Washington offers some of the best produce throughout the nation, and there are dozens of programs throughout the state that recognize the value of our bounty.

The Bellevue Club restaurants and catering department order produce through locally owned Charlie's Produce, which is the largest independently owned produce company in the Pacific Northwest. Charlie's supports local farmers, and has been doing so for more than 30 years.

It's one of the reasons why the Club's restaurant menus change seasonally; produce is purchased fresh, in-season and locally.

For the Carnivores
If you like a little meat with a side of veggies, there are plenty of sustainable options for the meat lover as well. Farmers markets often have meat, poultry and seafood, the most famous of which is Pike's Place Market.

Some of the market's vendors, such as Don and Joe's Meats, order from local farms. In Washington, there's Washington Beef, Choice American Lamb and Draper Valley Farms, among many others. Draper Valley prides itself on its sustainable farming and free-range birds with no antibiotics, hormones or preservatives.

Eat Wild Washington is a great source to find farms that meet your personal criteria. It lists the farms that have been certified for producing grass-fed meat, eggs and dairy products.

With only a few months left of the farmers-market circuit, it's time to step outside and gobble up the greens while they last, and stock up on fruits and preserve them into your favorite jams to get through the cold winter—fruit vendors can offer up the proper techniques.

Turning locavore doesn't have to be as Jurassic as it sounds. Start small. Those small steps will eventually balloon out to T. Rex proportions.

The Markets
Bellevue
Thursdays, 3-7 p.m.
Through Oct. 11
First Presbyterian Church of Bellevue
1717 Bellevue Way NE

Saturdays, 10 a.m.-3 p.m.
Through Nov. 17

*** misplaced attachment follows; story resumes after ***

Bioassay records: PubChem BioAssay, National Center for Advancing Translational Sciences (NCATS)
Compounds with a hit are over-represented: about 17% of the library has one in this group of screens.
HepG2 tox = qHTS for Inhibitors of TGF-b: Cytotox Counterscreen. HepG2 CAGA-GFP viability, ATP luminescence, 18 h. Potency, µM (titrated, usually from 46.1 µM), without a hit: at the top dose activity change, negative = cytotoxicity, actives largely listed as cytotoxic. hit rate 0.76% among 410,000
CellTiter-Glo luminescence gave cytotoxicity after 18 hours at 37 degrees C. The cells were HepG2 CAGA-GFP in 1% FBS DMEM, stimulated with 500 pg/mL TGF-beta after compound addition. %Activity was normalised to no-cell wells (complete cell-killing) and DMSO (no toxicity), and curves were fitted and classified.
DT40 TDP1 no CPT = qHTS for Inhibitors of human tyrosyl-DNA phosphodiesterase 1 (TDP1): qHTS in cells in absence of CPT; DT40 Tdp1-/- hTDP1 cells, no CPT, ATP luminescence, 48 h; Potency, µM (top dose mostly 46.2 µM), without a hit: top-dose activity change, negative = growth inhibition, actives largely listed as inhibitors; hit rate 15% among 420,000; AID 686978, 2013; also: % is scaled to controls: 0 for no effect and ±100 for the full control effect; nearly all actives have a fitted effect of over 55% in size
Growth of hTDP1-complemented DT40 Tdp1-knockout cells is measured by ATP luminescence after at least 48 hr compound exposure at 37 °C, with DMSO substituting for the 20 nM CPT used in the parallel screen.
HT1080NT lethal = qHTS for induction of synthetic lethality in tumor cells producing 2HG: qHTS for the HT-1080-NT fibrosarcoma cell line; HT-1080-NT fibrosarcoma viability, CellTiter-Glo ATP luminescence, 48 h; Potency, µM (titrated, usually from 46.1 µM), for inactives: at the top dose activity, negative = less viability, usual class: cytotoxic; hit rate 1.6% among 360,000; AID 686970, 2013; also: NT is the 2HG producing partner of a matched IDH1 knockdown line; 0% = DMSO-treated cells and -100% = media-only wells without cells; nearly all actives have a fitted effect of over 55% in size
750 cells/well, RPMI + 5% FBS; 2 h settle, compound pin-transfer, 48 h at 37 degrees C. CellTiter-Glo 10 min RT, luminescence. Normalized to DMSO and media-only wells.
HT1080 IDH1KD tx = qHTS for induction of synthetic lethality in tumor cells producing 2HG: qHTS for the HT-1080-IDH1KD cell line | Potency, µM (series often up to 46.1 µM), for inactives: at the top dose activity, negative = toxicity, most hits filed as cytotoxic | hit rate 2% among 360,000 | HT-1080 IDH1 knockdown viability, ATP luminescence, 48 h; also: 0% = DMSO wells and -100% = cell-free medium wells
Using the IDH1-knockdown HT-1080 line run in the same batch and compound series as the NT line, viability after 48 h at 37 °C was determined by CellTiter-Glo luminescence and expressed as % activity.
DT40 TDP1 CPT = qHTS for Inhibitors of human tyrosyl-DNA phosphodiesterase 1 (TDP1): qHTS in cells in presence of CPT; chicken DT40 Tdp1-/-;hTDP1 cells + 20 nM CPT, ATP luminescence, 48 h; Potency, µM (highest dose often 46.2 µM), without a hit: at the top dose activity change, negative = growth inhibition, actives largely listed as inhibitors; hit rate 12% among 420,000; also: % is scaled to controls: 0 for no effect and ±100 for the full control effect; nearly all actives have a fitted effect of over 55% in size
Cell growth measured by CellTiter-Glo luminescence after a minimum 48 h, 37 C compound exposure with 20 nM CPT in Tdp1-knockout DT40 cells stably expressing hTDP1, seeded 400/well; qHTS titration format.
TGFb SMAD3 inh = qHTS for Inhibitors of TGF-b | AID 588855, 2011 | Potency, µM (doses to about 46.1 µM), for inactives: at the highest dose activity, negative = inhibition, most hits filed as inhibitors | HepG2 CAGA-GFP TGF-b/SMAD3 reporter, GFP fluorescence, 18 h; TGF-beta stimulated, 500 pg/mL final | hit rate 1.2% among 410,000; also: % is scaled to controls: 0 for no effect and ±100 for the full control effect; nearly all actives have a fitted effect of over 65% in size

First Congregational Church
752 108th Ave. NE

Crossroads
Tuesdays, noon-6:30 p.m.
Through Oct. 4
Southeast parking lot, in front of Stone Gardens

Issaquah
Saturdays, 9 a.m.-2 p.m.
Through Oct. 13
Historic Pickering Farm

Kirkland
Wednesdays, 2-7 p.m.
Through Oct. 17
Park Lane, from Lake Street to Main Street, downtown

Mercer Island
Sundays, 10 a.m.-3 p.m.
Through Oct. 31
Southeast 32nd Street at Mercerdale Park

Redmond
Saturdays, 9 a.m.-3 p.m.
Through Oct. 27
7730 Leary Way

Samammish
Wednesdays, 3-7 p.m.
Through Oct. 3
801 228th Ave. SE

Seattle
For a full list, visit seattlefarmersmarkets.org.

Put the Fruit to Use
You've purchased your fresh fruit from your local farmers market: now comes the fun part—eating. Blackberries are in-season and make for a delicious cobbler. Here's a recipe to try at home.

Blackberry Cobbler
2½ cups fresh blackberries
1 cup sugar
1 cup all-purpose flour
2 teaspoons baking powder
½ teaspoon salt
1 cup milk
½ cup butter, melted
Whipped cream or ice cream, if desired

1. In medium bowl, stir together blackberries and sugar. Let stand about 20 minutes or until fruit syrup forms. Heat oven to 375°F.

2. In large bowl, stir together flour, baking powder, salt and milk. Stir in melted butter until blended. Spread in ungreased eight-inch square pan. Spoon blackberry mixture over batter.

3. Bake 45 to 55 minutes or until dough rises and is golden. Serve warm with whipped cream.

Other in-season fruits that make for great dessert recipes:
Apricots, blueberries, boysenberries, cherries, figs, kiwis, limes, mangoes, peaches, plums, raspberries and strawberries.